Posts Tagged Roy Orbison

California Sun – Morrissey

CALIFORNIA SON, Morrissey’s twelfth studio album, is a collection of covers including a few familiar old classics and some maybe lesser known American protest and social

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justice songs from the 60s and 70s.  Morrissey and his band never shy away from imaginative musical arrangements, often seeking out unusual instruments, and there are influences here from New Orleans, the old time crooners and a touch of Broadway.  No doubt this is a nod 

 

to his recent sell out residency at the Lunt-Fontanne Theatre in New York City (NYC).  

The album opens with Morning Starship, the 1973 song by Jobriath.  Morrissey has talked about covering this song for many years, and his version does not disappoint.  He strips back the glam rock just enough to emphasise his wide range of vocals.  It is an uplifting track and was well received when he sang it live on Broadway.

Next up is his version of Joni Mitchell’s Don’t interrupt the Sorrow, a song about Women standing up to male dominance from her 1975 The Hissing of Summer Lawns album.  Originally a folky song with lots of hand drums it is given the full Morrissey crooner treatment. Now in his 60th yeapeats on several tracks throughout this album, not least on the very good Wedding Bell Blues on which Green Day’s Billy Joe Armstrong adds backing vocals.

Morrissey is never one to shy away from a song with a powerful message, and chose to include the 1964 Bob Dylan song Only A Pawn in their Game, written following the assassination of civil rights activist Medgar Evers.  The message in this song is that the killer was as much a victim or “pawn” of the elites in power as was his victim.  The song was sung at the rally where Martin Luther King gave his“I have a dream” speech.  It’s an interesting choice, as is his excellent cover of Days of Decision.  This is taken from the 1965 Phil Ochs album Ain’t Marching Anymore, with its lyrics: “you can do what’s right or you can do what you are told.”  Maybe in these choices Morrissey is encouraging the listener to look at the lessons of history and to question things a little more?

Buffy Sainte Marie’s Suffer the Little Children is given the full Broadway treatment with big instrumentals and hand clapping.  Buffy, in an interview, said she loved it.

There are very good versions of Carly Simon’s When you close your eyes and Dione Warwick’s Loneliness Remembers what Happiness Forgets.  Gary Puckett’s Lady Willpower is also very well done.  Tim Hardin’s eulogy to his friend Lenny Bruce, Lenny’sTune is perfect for the melancholic signature sound of Morrissey, and whilst this version is not as haunting as the Nico cover it does justice to the original.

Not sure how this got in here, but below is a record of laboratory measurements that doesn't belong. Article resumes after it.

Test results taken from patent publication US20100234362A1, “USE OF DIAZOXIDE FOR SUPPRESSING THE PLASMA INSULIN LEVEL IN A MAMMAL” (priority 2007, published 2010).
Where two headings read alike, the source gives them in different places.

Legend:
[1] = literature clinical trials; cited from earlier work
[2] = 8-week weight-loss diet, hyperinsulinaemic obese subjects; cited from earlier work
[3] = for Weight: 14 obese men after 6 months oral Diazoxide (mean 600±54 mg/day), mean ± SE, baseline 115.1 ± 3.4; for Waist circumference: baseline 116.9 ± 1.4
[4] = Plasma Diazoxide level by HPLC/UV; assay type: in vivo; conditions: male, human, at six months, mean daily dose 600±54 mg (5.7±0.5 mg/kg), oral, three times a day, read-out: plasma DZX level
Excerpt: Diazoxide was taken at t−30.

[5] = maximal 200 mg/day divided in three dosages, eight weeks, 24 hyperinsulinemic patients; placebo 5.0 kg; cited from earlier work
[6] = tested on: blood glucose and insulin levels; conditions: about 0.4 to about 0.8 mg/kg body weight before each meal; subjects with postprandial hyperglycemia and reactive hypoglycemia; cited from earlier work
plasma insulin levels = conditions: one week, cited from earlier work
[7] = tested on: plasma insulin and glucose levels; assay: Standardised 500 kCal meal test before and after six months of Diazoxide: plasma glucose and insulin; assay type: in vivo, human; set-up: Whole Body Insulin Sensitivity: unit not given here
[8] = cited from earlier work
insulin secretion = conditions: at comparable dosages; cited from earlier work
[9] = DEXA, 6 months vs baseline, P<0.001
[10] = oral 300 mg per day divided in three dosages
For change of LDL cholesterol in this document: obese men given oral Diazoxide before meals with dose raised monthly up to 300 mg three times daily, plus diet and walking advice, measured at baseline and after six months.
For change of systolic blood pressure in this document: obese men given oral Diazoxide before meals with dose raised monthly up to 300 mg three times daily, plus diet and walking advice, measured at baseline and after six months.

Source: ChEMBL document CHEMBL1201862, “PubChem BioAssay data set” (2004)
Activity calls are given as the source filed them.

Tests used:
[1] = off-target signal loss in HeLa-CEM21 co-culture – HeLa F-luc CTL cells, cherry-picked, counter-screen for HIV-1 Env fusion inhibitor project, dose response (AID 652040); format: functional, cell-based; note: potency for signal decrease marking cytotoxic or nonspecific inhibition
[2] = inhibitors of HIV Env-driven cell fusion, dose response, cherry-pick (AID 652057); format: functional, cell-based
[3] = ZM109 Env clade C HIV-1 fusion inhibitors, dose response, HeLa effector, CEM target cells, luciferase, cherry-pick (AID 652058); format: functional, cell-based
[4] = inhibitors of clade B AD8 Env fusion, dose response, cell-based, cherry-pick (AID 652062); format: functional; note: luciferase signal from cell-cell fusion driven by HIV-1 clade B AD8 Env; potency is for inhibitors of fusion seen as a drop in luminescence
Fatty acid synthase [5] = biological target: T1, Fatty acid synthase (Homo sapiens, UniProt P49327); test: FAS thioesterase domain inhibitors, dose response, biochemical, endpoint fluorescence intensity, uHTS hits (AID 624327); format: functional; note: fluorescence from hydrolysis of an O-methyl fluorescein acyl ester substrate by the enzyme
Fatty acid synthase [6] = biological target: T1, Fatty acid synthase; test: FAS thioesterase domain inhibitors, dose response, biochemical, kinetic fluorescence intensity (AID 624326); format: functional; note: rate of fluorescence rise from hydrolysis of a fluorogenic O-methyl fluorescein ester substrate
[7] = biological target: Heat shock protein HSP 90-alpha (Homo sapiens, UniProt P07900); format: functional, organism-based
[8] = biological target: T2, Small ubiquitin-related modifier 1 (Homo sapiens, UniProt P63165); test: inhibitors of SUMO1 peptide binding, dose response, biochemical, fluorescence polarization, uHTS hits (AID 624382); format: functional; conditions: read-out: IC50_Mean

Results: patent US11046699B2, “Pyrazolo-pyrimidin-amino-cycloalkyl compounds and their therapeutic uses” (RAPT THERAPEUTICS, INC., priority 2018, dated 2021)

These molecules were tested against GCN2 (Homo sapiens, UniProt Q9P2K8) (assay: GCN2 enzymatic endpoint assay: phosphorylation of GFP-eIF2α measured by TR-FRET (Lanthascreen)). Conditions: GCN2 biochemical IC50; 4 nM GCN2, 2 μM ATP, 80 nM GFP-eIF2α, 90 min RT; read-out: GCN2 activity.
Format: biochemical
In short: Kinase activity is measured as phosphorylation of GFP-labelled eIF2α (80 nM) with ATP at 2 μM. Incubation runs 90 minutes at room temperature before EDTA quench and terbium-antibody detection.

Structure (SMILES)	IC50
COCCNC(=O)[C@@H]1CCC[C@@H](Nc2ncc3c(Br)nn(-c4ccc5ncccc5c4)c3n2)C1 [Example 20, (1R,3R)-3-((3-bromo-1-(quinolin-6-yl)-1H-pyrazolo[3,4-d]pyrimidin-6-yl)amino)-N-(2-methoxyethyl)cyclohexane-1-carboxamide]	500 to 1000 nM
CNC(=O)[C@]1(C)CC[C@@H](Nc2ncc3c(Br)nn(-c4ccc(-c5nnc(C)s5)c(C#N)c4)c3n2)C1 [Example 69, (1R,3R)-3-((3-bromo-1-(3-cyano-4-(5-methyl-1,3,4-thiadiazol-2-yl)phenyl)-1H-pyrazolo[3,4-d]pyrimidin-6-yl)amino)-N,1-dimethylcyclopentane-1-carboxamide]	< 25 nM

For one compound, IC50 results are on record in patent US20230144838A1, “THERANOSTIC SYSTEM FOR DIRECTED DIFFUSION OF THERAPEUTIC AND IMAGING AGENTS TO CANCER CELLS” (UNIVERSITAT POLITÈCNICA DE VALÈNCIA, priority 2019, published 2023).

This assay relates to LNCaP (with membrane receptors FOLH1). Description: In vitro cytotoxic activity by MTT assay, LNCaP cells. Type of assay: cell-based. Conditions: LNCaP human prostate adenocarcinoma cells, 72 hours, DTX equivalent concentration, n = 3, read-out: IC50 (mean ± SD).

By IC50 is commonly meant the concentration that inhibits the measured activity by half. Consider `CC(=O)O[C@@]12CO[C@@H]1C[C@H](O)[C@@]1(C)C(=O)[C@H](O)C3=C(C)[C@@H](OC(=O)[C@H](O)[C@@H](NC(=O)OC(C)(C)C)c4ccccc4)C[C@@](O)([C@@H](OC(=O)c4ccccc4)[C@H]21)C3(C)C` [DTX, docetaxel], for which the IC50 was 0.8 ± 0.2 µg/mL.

Roy Orbison’s It’s Over stays true to the original and is one of the best tracks on the album.  He closes with Melanie Safka’s 1971 Some Say (I got Devil).  The vocals here are excellent and the addition of instrumentals on what was originally an acoustic guitar ballad gives the song new depth.

There really is not a bad track here but the real gift of this album is that it brings to a new generation a selection of protest songs about freedom, social justice and liberty that have a message relevant to today.  It encourages you to seek out the original recordings and the stories behind them.  Morrissey is not afraid to try new genres, or of working with material that others might now find too controversial.  It is why his music endures despite the controversy, the bad press, the lack of radio coverage and the constant personal attacks.  He has already recorded an album of new material for release later in the year.  Retirement does not appear to be on the horizon just yet.

Reviewed by Jacqui Cosgree

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Harry Hamilton and his Swing Band – The American Songbook

Harry Hamilton and his Swing Band – The American Songbook

I CAN’T SING, dance or play any type of musical instrument. Indeed, when I try to sing most people think that I’m mucking about and don’t believe me when I say that I’m actually trying to hit a note! If I tried to dance I’d end up in my local Accident and Emergency – assuming it hasn’t already been closed by government cuts. And when it comes to playing anything all I can do is make a bit of a racket with a couple of spoons or a comb and some tissue paper.

However, I’m not too sure if spoons, a comb and tissue paper actually qualify as musical instruments. Indeed, if my life depended on singing, dancing or playing anything I’d have been dead and buried many years ago!

Despite all of this, I really love music. Living without a TV wouldn’t really be a problem for me, but I just couldn’t imagine living without music. I think that, to some degree, all of us associate particular songs with memories of family and friends. Maybe that’s one reason why music stirs the sole and certain songs really do get under the skin.

I’m also a bit of a geek when it comes to learning about different genres of music. I love to discover how one form of music is linked to another – particularly how and when they developed. The same goes for individual songs. I always want to know who wrote what, when it was written and what the inspiration was.

With all this in mind I was really looking forward to seeing the excellent Harry Hamilton and his Swing Band (a brilliant eight-piece band known as the Birdland Big Band) performing a show called The American Songbook. The show was being held in the equally excellent Courtyard Theatre in Newtownabbey, Co. Antrim.